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Waste Conversion into n -Caprylate and n -Caproate: Resource Recovery from Wine Lees Using Anaerobic Reactor Microbiomes and In-line Extraction

View Article: PubMed Central - PubMed

ABSTRACT

To convert wastes into sustainable liquid fuels and chemicals, new resource recovery technologies are required. Chain elongation is a carboxylate-platform bioprocess that converts short-chain carboxylates (SCCs) (e.g., acetate [C2] and n-butyrate [C4]) into medium-chain carboxylates (MCCs) (e.g., n-caprylate [C8] and n-caproate [C6]) with hydrogen gas as a side product. Ethanol or another electron donor (e.g., lactate, carbohydrate) is required. Competitive MCC productivities, yields (product vs. substrate fed), and specificities (product vs. all products) were only achieved previously from an organic waste material when exogenous ethanol had been added. Here, we converted a real organic waste, which inherently contains ethanol, into MCCs with n-caprylate as the target product. We used wine lees, which consisted primarily of settled yeast cells and ethanol from wine fermentation, and produced MCCs with a reactor microbiome. We operated the bioreactor at a pH of 5.2 and with continuous in-line extraction and achieved a MCC productivity of 3.9 g COD/L-d at an organic loading rate of 5.8 g COD/L-d, resulting in a promising MCC yield of 67% and specificities of 36% for each n-caprylate and n-caproate (72% for both). Compared to all other studies that used complex organic substrates, we achieved the highest n-caprylate-to-ncaproate product ratio of 1.0 (COD basis), because we used increased broth-recycle rates through the forward membrane contactor, which improved in-line extraction rates. Increased recycle rates also allowed us to achieve the highest reported MCC production flux per membrane surface area thus far (20.1 g COD/m2-d). Through microbial community analyses, we determined that an operational taxonomic unit (OTU) for Bacteroides spp. was dominant and was positively correlated with increased MCC productivities. Our data also suggested that the microbiome may have been shaped for improved MCC production by the high broth-recycle rates. Comparable abiotic studies suggest that further increases in the broth-recycle rates could improve the overall mass transfer coefficient and its corresponding MCC production flux by almost 30 times beyond the maximum that we achieved. With improved in-line extraction, the chain-elongation biotechnology production platform offers new opportunities for resource recovery and sustainable production of liquid fuels and chemicals.

No MeSH data available.


Bioreactor system schematic. Diluted wine lees was fed to an upflow anaerobic reactor microbiome. In-line extraction via a membrane-based liquid-liquid extraction system (pertraction) was used to continuously recover hydrophobic, undissociated MCCAs from a bioreactor broth recycle flow through the forward membrane contactor. After intermediary recovery in a mineral oil solvent, MCCAs were then transferred across a second, backward membrane contactor to an alkaline extraction solution. Through automatic base addition to the alkaline extraction solution, the pH gradient was maintained, and these products accumulated in the alkaline extraction solution as medium-chain carboxylates (MCCs). Adapted from Kucek et al. (2016a).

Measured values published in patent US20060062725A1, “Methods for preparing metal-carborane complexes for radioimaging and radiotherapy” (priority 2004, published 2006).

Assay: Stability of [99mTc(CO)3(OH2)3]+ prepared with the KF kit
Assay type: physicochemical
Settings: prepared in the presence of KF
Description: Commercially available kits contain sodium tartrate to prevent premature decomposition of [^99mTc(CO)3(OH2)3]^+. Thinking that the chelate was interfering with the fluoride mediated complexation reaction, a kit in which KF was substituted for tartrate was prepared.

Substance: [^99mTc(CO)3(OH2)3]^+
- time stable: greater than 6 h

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Figure 1: Bioreactor system schematic. Diluted wine lees was fed to an upflow anaerobic reactor microbiome. In-line extraction via a membrane-based liquid-liquid extraction system (pertraction) was used to continuously recover hydrophobic, undissociated MCCAs from a bioreactor broth recycle flow through the forward membrane contactor. After intermediary recovery in a mineral oil solvent, MCCAs were then transferred across a second, backward membrane contactor to an alkaline extraction solution. Through automatic base addition to the alkaline extraction solution, the pH gradient was maintained, and these products accumulated in the alkaline extraction solution as medium-chain carboxylates (MCCs). Adapted from Kucek et al. (2016a).

Mentions: A glass bioreactor with an inner diameter of 12-cm was initially operated at a working volume of 4.5 L (Usack and Angenent, 2015) under anaerobic conditions (Figure 1). For temperature control, we recirculated heated water from a water bath (37 ± 1°C) (Fisher Scientific Isotemp Heated Immersion Circulator 4100C, Waltham, MA, USA) through the glass jacket surrounding the bioreactor. A pH probe (Mettler 405-DPAS SC K85, Columbus, OH, USA) was mounted through the bioreactor head plate. Automated pH control of the bioreactor broth was maintained at pH 5.2 with a controller (Eutech Instruments alpha-pH800, Vernon Hills, IL, USA) and a corresponding acid addition pump (Cole-Parmer L/S Digital Economy Drive, Vernon Hills, IL, USA). When the controller provided hydrochloric acid (0.5 M) to the bioreactor, it also initiated automated headspace gas recirculation (Mityflex 913, Bradenton, FL, USA) through the bottom of the bioreactor to enhance mixing and prevent excessive acid addition. Several glass spheres (1.8-cm diameter) were placed in the cone at the bottom of the bioreactor (del Agua et al., 2015). The biogas outlet was connected to a flow meter (Actaris Meterfabriek 1L, Delft, The Netherlands). As part of the gas collection system, we included a gas-sample septum, a bubbler, and a two-bottle water equalization system to prevent air intrusion (Ge et al., 2015).